I am not sure I agree with him. Would be good to hear your thoughts on this... Was really hoping for a 6m extension! The neighbour has a 4m single storey and 6m basement extension below the single storey!
     

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  11. Notch7

    Notch7

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    That means the side extension PD rules come into play.
     
  12. DevilDamo

    DevilDamo

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  13. noob17

    noob17

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    Thank you. I imagine the following proposal should be achievable? Subject the ruling about the dormer. See pics.

    hopefully I have interpreted everything correctly.
     

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  14. DevilDamo

    DevilDamo

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    Apart from the 4m would be where your first 2.8m dimension is. But you should ignore the PD rules if your extension is to cover the bay window.
     
  15. noob17

    noob17

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    Ah ok,

    So I would start off with 4m and then end with approx 5.2m at the back of the extension. As you said, the 4m is counted from highest adjacent land which would be the back of the current house.

    So what the is the best way to go forward, the architect seems certain the 6m will be refused. Im not too familiar with PD/non-pD. Would appreciate some advice and guidance on how to proceed!

    ----

    Additionally, looking at the neighbour, they have a 4m back extension single storey and then a 6m basement below the single storey extension which protrudes more than the single storey. See attached.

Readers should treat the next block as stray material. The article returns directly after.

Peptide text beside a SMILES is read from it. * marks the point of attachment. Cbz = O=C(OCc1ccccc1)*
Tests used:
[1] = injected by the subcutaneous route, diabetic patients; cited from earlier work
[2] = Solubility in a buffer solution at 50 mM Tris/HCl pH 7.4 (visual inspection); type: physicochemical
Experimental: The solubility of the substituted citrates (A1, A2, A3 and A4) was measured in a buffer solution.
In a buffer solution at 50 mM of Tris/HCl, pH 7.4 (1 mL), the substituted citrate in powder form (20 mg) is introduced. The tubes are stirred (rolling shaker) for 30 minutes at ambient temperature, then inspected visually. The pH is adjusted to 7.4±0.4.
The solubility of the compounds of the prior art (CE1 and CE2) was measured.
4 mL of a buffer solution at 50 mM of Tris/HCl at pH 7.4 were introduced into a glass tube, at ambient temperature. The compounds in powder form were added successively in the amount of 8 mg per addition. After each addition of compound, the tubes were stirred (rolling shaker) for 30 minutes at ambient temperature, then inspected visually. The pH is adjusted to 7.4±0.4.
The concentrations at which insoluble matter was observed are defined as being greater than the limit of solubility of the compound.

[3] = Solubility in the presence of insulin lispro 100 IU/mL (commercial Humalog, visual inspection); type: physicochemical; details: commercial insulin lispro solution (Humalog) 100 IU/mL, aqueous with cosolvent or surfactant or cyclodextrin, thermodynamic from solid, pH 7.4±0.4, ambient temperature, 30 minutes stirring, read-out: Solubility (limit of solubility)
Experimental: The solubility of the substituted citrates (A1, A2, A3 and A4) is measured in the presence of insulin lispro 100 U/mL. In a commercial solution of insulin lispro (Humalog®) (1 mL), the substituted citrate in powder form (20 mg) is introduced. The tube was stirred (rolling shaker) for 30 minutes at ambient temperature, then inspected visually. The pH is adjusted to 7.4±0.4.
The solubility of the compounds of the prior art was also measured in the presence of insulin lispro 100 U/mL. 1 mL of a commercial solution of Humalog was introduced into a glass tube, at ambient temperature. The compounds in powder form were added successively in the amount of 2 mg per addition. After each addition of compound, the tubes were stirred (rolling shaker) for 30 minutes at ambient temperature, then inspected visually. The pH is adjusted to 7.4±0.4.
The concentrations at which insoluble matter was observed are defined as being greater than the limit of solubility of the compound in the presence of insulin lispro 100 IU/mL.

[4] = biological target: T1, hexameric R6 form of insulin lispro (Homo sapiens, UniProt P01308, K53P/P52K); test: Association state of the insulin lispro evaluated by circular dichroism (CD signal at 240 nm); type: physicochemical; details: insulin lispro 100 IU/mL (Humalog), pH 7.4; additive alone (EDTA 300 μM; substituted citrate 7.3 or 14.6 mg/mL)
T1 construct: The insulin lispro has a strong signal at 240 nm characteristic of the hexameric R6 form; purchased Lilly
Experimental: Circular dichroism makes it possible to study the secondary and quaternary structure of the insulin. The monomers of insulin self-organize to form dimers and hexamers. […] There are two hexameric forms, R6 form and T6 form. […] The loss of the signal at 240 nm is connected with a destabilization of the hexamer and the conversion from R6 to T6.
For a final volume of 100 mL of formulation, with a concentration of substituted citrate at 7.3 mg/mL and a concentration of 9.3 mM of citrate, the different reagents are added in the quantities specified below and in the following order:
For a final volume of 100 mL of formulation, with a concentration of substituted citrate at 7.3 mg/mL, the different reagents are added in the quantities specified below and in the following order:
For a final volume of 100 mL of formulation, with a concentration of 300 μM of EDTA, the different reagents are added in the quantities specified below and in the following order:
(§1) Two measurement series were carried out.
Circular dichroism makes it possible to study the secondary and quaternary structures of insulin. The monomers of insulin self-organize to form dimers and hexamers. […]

Am hoping that because the neighbours have had this approved since 2007, we can push for our normal 6m.
     

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  16. noob17

    noob17

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    Ok, i am officially losing my mind now.

    I spoke to the local council planning department who said that the 4m rule only applies to pitched roof where the 4m would be the height of the pitch and the pitch would end at 3m high.

    Am i missing something??
     
  17. DevilDamo

    DevilDamo

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    Correct.

    You would not be able to utilise PD due to the presence of the existing rear bay. So any extensions to the rear would require PP.

    Incorrect. Although the 3m eaves height is the thing that would have caught you out anyway. Sounds like they’re getting confused with the PD rules for outbuildings within 2m of a boundary.

    Your only option is to submit a formal application of which the design is to meet Local Plan policies and design guidance. The fact the neighbour has already extended will help go in your favour. No point talking about the PD rules anymore as they would not apply to you.